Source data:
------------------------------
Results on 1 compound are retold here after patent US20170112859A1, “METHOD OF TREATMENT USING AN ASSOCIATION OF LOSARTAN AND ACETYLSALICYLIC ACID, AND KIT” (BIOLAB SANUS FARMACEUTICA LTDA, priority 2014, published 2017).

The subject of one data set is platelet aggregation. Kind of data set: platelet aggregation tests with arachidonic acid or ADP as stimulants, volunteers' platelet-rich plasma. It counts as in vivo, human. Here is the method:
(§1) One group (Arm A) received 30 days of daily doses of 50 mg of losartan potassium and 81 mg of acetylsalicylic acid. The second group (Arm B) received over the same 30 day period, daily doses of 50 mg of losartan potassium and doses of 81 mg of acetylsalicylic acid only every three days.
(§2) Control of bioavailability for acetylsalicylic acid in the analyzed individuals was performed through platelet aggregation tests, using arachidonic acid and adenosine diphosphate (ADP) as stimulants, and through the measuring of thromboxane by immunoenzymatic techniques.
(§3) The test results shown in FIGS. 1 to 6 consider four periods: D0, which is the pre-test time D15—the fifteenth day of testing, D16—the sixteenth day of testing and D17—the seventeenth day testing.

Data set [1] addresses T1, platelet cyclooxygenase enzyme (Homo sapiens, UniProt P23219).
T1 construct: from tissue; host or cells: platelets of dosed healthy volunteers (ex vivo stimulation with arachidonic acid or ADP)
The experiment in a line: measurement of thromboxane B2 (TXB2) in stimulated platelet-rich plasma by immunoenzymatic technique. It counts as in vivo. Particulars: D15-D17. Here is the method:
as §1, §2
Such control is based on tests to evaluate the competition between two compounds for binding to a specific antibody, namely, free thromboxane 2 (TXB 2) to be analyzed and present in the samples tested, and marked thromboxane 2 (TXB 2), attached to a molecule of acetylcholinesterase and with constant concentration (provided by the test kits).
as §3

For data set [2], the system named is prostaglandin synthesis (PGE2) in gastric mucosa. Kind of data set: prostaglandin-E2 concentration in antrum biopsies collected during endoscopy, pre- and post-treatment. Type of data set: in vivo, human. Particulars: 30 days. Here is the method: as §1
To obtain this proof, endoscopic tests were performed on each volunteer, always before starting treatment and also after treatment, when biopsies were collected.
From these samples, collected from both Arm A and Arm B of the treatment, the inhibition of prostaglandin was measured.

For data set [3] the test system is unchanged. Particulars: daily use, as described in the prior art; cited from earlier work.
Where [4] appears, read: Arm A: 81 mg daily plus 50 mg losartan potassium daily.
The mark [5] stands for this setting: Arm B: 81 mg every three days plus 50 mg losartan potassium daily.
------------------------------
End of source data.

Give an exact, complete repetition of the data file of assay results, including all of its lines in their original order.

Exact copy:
Results on 1 compound are retold here after patent US20170112859A1, “METHOD OF TREATMENT USING AN ASSOCIATION OF LOSARTAN AND ACETYLSALICYLIC ACID, AND KIT” (BIOLAB SANUS FARMACEUTICA LTDA, priority 2014, published 2017).

The subject of one data set is platelet aggregation. Kind of data set: platelet aggregation tests with arachidonic acid or ADP as stimulants, volunteers' platelet-rich plasma. It counts as in vivo, human. Here is the method:
(§1) One group (Arm A) received 30 days of daily doses of 50 mg of losartan potassium and 81 mg of acetylsalicylic acid. The second group (Arm B) received over the same 30 day period, daily doses of 50 mg of losartan potassium and doses of 81 mg of acetylsalicylic acid only every three days.
(§2) Control of bioavailability for acetylsalicylic acid in the analyzed individuals was performed through platelet aggregation tests, using arachidonic acid and adenosine diphosphate (ADP) as stimulants, and through the measuring of thromboxane by immunoenzymatic techniques.
(§3) The test results shown in FIGS. 1 to 6 consider four periods: D0, which is the pre-test time D15—the fifteenth day of testing, D16—the sixteenth day of testing and D17—the seventeenth day testing.

Data set [1] addresses T1, platelet cyclooxygenase enzyme (Homo sapiens, UniProt P23219).
T1 construct: from tissue; host or cells: platelets of dosed healthy volunteers (ex vivo stimulation with arachidonic acid or ADP)
The experiment in a line: measurement of thromboxane B2 (TXB2) in stimulated platelet-rich plasma by immunoenzymatic technique. It counts as in vivo. Particulars: D15-D17. Here is the method:
as §1, §2
Such control is based on tests to evaluate the competition between two compounds for binding to a specific antibody, namely, free thromboxane 2 (TXB 2) to be analyzed and present in the samples tested, and marked thromboxane 2 (TXB 2), attached to a molecule of acetylcholinesterase and with constant concentration (provided by the test kits).
as §3

For data set [2], the system named is prostaglandin synthesis (PGE2) in gastric mucosa. Kind of data set: prostaglandin-E2 concentration in antrum biopsies collected during endoscopy, pre- and post-treatment. Type of data set: in vivo, human. Particulars: 30 days. Here is the method: as §1
To obtain this proof, endoscopic tests were performed on each volunteer, always before starting treatment and also after treatment, when biopsies were collected.
From these samples, collected from both Arm A and Arm B of the treatment, the inhibition of prostaglandin was measured.

For data set [3] the test system is unchanged. Particulars: daily use, as described in the prior art; cited from earlier work.
Where [4] appears, read: Arm A: 81 mg daily plus 50 mg losartan potassium daily.
The mark [5] stands for this setting: Arm B: 81 mg every three days plus 50 mg losartan potassium daily.